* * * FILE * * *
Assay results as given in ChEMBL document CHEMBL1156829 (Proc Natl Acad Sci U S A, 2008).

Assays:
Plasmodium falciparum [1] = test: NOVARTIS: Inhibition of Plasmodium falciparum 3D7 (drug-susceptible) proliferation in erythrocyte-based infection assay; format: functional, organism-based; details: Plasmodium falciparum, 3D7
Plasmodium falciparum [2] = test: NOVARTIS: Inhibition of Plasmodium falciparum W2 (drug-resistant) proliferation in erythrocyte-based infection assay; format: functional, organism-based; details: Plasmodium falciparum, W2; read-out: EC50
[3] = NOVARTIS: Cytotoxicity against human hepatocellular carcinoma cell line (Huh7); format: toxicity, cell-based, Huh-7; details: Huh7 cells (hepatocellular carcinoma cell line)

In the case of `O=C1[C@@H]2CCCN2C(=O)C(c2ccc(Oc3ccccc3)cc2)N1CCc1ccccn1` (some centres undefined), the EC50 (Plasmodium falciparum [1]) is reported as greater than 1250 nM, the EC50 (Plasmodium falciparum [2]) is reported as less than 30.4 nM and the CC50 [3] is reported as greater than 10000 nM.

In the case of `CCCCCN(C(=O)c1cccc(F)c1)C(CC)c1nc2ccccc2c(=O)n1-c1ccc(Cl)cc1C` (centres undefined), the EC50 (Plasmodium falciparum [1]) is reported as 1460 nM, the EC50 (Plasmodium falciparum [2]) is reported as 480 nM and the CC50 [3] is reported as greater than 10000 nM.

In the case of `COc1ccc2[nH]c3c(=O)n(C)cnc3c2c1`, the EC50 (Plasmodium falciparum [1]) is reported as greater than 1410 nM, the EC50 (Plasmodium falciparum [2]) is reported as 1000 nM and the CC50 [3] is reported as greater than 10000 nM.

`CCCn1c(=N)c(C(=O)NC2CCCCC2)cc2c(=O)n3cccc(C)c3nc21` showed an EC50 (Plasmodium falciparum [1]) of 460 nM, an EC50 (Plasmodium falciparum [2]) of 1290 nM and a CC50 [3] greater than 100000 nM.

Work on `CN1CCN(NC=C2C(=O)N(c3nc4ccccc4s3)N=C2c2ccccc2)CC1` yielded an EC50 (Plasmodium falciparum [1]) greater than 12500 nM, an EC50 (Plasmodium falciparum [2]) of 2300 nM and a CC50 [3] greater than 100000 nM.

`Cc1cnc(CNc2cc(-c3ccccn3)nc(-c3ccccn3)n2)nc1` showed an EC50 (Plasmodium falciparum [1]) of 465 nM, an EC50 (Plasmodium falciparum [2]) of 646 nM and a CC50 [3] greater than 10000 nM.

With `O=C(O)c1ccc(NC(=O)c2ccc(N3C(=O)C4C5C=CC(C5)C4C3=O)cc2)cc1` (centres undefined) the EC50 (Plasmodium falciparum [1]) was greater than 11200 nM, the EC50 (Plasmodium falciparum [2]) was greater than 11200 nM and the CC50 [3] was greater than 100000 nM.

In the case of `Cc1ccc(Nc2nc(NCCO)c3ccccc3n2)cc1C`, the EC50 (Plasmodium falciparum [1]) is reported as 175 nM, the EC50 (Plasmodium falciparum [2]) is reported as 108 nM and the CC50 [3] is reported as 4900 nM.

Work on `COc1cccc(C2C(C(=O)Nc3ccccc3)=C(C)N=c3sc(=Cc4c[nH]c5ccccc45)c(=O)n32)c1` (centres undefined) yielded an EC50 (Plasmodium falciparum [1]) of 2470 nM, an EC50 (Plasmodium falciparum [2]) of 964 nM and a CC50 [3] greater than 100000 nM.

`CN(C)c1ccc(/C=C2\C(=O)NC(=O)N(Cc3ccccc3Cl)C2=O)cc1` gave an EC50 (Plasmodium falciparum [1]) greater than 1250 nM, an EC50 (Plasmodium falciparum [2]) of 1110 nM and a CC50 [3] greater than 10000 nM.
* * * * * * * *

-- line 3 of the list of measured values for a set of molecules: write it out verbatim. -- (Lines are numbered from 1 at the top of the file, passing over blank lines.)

Plasmodium falciparum [1] = test: NOVARTIS: Inhibition of Plasmodium falciparum 3D7 (drug-susceptible) proliferation in erythrocyte-based infection assay; format: functional, organism-based; details: Plasmodium falciparum, 3D7